People in the DDR were not poor and did not feel to be poor. Living standards were relatively good with pretty much every family having a car, fridge, colour TV, etc. What we did not have were the relative 'luxury' goods, like the bananas and other tropical fruits, but there was plenty of any home grown produce...butcher shops and bakeries were full and cheap, there was no problem getting clothes, although they may not have been to Western fashion standards of the day, every family went on virtually free holidays every year (heavily subsidised by the state), health care was very good and completely free, schooling was excellent and completely free and so on...from the Western point of view, yes we may have appeared to be poor, but from my own point of view we were not at all....these things are all relative of course...Cheers, Torsten.
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Old 04-25-2006, 10:14 AM   #29
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Gents,
let me also tell a little. I am already a little older than the other Ex-DDRler here. my childhood was in the 60th and 70th. I can remember (and this is no fairy tale) which there bananas was without to have to be waiting long, also coconuts, pineapple, oranges and peaches. There were even Levi's Jeans. This was approx. till the middle of the 70s in such a way. However, one may not forget that I grew up in a chemistry region. There it was offered with pleasure a little bit more, so that the people were compensated for the violent environmental pollution. Then the things disappeared bit by bit from the stores. I believe, this was at the time when the "Delikat" stores were developed on and on. (In "Delikat" stores one could buy 'exotic' food, canned food, spices etc. from west-European lands and pay with GDR mark. The prices were shocking; e.g. 1 chocolate "Ritter-Sport" cost 12 Marks, a box Marlborogh cigarettes 8 marks)...As a child it dfid not hurts me, there was everything what I wanted. I did not know "RitterSport" at that time yet...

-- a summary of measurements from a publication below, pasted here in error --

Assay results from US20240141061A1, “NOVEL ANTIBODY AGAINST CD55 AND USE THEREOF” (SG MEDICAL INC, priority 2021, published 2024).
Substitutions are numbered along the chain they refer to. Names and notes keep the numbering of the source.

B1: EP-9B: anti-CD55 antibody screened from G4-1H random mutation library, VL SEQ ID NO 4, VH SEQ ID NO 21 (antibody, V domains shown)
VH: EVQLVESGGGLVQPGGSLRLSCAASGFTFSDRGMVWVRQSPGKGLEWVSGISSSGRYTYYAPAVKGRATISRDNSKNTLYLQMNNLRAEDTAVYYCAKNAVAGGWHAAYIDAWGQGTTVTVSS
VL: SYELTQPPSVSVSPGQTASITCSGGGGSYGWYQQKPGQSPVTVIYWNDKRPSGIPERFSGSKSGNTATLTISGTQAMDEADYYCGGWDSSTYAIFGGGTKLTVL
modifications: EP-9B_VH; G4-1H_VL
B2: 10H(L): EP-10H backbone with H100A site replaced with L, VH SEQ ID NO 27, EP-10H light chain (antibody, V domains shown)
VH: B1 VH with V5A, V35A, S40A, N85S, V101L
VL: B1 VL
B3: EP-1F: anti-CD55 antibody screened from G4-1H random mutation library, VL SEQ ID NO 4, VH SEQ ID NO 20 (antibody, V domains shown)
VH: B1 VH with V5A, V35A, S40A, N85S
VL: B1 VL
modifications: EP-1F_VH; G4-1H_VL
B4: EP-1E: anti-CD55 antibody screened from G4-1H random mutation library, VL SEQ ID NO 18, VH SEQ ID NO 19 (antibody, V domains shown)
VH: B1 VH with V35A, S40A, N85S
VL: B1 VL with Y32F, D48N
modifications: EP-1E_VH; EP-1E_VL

When it in the 80th went there not even was any more the good German ham at the butcher's....

AR-11
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Old 04-25-2006, 10:36 AM   #30
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Quote:
Originally Posted by torstenbel